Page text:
I’ve been doing some optimising of my Gentoo build process. I added a Blueyonder mirror to my list of places to download software from. This is good because I am a Blueyonder customer and so already on their network. I tend to get around 80 kilobytes/second from their mirror, which is about 30k/s faster than before.
I also had a look into my make.conf settings and discovered that I wasn’t turning on any optimisations for the software build, to allow gcc to take advantage of my AthlonXP’s shiny features. A little silly of me, for if you are building all of your software yourself, you should really be trying to optimise the hell out of it, otherwise what’s the point? so “march=athlon-xp -O3 -pipe” it is now. We shall see if that all works fine.
It gave me cause to think just how cool the Gentoo system is. I get all my software built for me, optimised for my processor and new versions updated automatically. For all the software I have. At work I’m always having to download updates for Windows and so on. We have some software that tries to keep things up-to-date. It is very clunky, however, compared to the solutions that are available for Linux and only covers a very small subset of software.
A kind of apt-for-Windows would be pretty cool. It could be done well if the system was well publicised and developers started to use it themselves. You would go to a program’s site and, rather than downloading the program, download a small XML file that contains details about the program. You give this XML file to the update-software and it downloads, installs and monitors the program’s site for updates. This would mean that you could leave updating software to the central system, rather than having to spend time yourself.
I know I’ve talked about this before, but it’s something that I constantly find myself referring to when people ask why I use Linux all the time. Linux is just, well, simpler than Windows for day-to-day things.
The problems come when you do rarer things, like adding new hardware. This is one big area that needs love. Command-line installers don’t cut it for normal users; pretty much all the driver installers I have used from companies still use command-line installers. It’s not really that hard to statically link a library in, if you are paranoid about users not having a required <abbr title=’Graphical User Interface’>GUI</abbr> library, is it? Or just fall back to the command-line version if the <abbr title=’Graphical User Interface’>GUI</abbr> libs are not available: if a user doesn’t have GTK1 installed, chances are they are not so bothered about <abbr title=’Graphical User Interface’>GUI</abbr> installers!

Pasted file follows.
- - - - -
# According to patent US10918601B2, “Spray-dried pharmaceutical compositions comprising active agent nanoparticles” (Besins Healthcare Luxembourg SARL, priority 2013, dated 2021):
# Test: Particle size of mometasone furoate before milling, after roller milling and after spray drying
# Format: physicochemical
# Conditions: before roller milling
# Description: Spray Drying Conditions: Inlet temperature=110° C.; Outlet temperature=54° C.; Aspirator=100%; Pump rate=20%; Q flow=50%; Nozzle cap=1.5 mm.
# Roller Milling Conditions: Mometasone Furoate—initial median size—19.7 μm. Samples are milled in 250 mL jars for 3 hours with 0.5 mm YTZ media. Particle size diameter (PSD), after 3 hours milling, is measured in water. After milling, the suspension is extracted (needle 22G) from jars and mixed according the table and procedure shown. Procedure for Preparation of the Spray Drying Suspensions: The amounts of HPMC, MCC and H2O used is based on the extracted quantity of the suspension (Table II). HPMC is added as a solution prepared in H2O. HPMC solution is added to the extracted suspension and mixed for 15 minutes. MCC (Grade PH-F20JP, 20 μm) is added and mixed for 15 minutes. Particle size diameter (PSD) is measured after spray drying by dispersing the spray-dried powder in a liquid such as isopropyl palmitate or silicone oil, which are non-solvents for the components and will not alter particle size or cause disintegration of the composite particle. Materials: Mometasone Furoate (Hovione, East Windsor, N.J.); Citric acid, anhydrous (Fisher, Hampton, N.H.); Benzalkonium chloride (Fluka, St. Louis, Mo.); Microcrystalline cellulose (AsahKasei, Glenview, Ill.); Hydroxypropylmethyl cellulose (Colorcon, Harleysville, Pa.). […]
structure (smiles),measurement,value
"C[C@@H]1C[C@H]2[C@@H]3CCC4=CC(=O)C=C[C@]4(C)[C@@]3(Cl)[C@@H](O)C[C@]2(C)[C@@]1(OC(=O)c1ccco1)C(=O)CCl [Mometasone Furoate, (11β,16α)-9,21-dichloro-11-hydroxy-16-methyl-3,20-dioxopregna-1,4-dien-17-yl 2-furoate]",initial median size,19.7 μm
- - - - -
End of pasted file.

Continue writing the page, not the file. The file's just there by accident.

As I’ve posited before: Linux is ready for desktops that are pre-setup and are unlikely to change. This is especially true in places like cyber-cafes, for example. Imagine how much you could save with virus-free, virtually nil-downtime, self-updating software. Once the system is set up, it is essentially free. Donate to debian or whoever because it’s the Right Thing To Do, but fifty to one hundred bucks per-system is nothing compared to a full Windows installation with software, now, isn’t it?
I think that places like cyber-cafes will be some of the places to take up Linux on the desktop, due to the obvious advantages mentioned above. These places have pretty narrow remits that Linux fits like a glove. Wider remit filling is what we need to aim for next. We’ve got some of the best guys on the planet on our side; the future’s looking good!